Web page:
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Planning for 2020: 4 Steps to Prepare Your Business for the Next Decade

Planning for 2020: 4 Steps to Prepare Your Business for the Next Decade

By | 01.08.20
Planning for 2020: 4 Steps to Prepare Your Business for the Next Decade

A new year is the perfect time to ditch old habits and think about how you can improve both personally and professionally. But with steeper-than-ever competition for small businesses, vague New Year’s resolutions just won’t cut it. And, you’re not the only small business owner looking to evolve your business.

Here are 4 practical steps you can take to improve your business practices this year.

1. Budget for more than you need.

Unless you see any large investments or expenditures on the horizon, you probably have a good idea of your monthly budget. But that’s no excuse to settle for the status quo.

Take the opportunity to examine your budget closely. Have you gotten a little too relaxed with your personal expenses? Did you break the bank with a holiday party or staff gifts? Now’s your chance to buckle down.

In addition to trimming the fat, there are a few other creative ways you can protect your business’s finances going into 2020.

  • Pad your numbers. (Your budgeted numbers, not your actuals.) For example, consider adding a few cents per gallon to your typical fuel costs to account for inflation or economic changes.
  • Establish an emergency fund. Hopefully you have a rainy day fund to account for unexpected expenses or emergencies. To cover most worst-case scenarios, try to grow it to around 3-6 months of your typical operating costs.
  • Look for monthly charges and subscriptions you no longer need or use. You likely have a few recurring payments that may seem insignificant but that can really add up over time.

2. Watch your marketing ROI.

When it comes to marketing, it can be easy for business owners to fall back on familiar habits and funnel money into the channels they’re most familiar with. And if you’re doing that, you’re probably not taking the time to analyze your return on investment (ROI).

But you’re not alone. 39% of marketers say proving the ROI of their marketing activities is one of their biggest challenges.

Take time early this year to compare your marketing spend with what you really gain from it. If you notice any marketing activities make it hard to measure your ROI, consider reallocating those funds to channels where you can more easily see the bang you’re getting for each buck.

Marketing channels with transparent ROI:

  • Pay-per-click and search engine marketing (to supplement your SEO)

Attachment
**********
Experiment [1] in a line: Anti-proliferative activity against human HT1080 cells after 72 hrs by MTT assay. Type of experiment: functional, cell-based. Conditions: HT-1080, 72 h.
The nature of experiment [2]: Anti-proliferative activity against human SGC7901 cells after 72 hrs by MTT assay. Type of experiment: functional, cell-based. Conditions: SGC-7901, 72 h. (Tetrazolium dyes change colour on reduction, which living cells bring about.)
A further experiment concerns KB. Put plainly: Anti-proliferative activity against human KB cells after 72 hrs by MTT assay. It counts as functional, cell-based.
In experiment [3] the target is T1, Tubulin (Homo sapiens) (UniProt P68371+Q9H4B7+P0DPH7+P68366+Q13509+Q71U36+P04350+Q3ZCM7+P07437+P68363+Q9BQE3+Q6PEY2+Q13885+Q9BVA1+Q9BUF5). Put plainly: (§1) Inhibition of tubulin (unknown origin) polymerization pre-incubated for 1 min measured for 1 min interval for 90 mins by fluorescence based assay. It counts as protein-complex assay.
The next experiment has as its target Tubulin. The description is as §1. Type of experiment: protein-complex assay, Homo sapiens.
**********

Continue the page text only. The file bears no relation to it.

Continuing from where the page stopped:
• Targeted email promotions
  • Social media advertising (especially when compared to organic posts)

3. Find at least 3 ways to go digital.

One way big brands will continue to stiffen the competition in 2020 is by finding new and exciting ways to connect with customers and clients digitally.

Have you ordered a pizza via text emoji yet? Booked a full salon experience without speaking to a real person? Paid for a purchase without standing in line to check out? Then you know businesses that will see the most success in the new year will be those that find ways to transform their most antiquated business practices.

Look at your competition, and see how they’re finding new ways to interact with and serve customers. It could be as simple as transitioning from paper estimates to text and email. Or, you could begin accepting mobile payments.

Set a goal to find at least 3 ways to update your business and bring it into the digital age so you don’t get left in the dust.

4. Automate your most time-consuming task.

You probably know of at least a few automation options available for small businesses. There are email marketing software, accounting tools, and social media schedulers that can all help you save time and get ahead on otherwise time-consuming tasks. There’s also Thryv, which has all of the essential business tools in one, end-to-end software.

But before you dive into the deep end of automation software, ask yourself which tasks you spend the most time on. Is it figuring out what to say on social media? Or is it following up on text inquiries? What about responding to online reviews?

Add up the time you spend on each of the daily tasks you have to get done. Then see if there’s a tool that can help you automate the most time-consuming task. (Spoiler alert: There almost certainly is.) If it’s cost-effective, go ahead and invest. Use the time you save to get ahead on other projects or plan other ways you’ll improve your service in the new year.

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You’re not the only small business in your community.

How do you stand out from the crowd?

You’re not the only small business in your community.

How do you stand out from the crowd?

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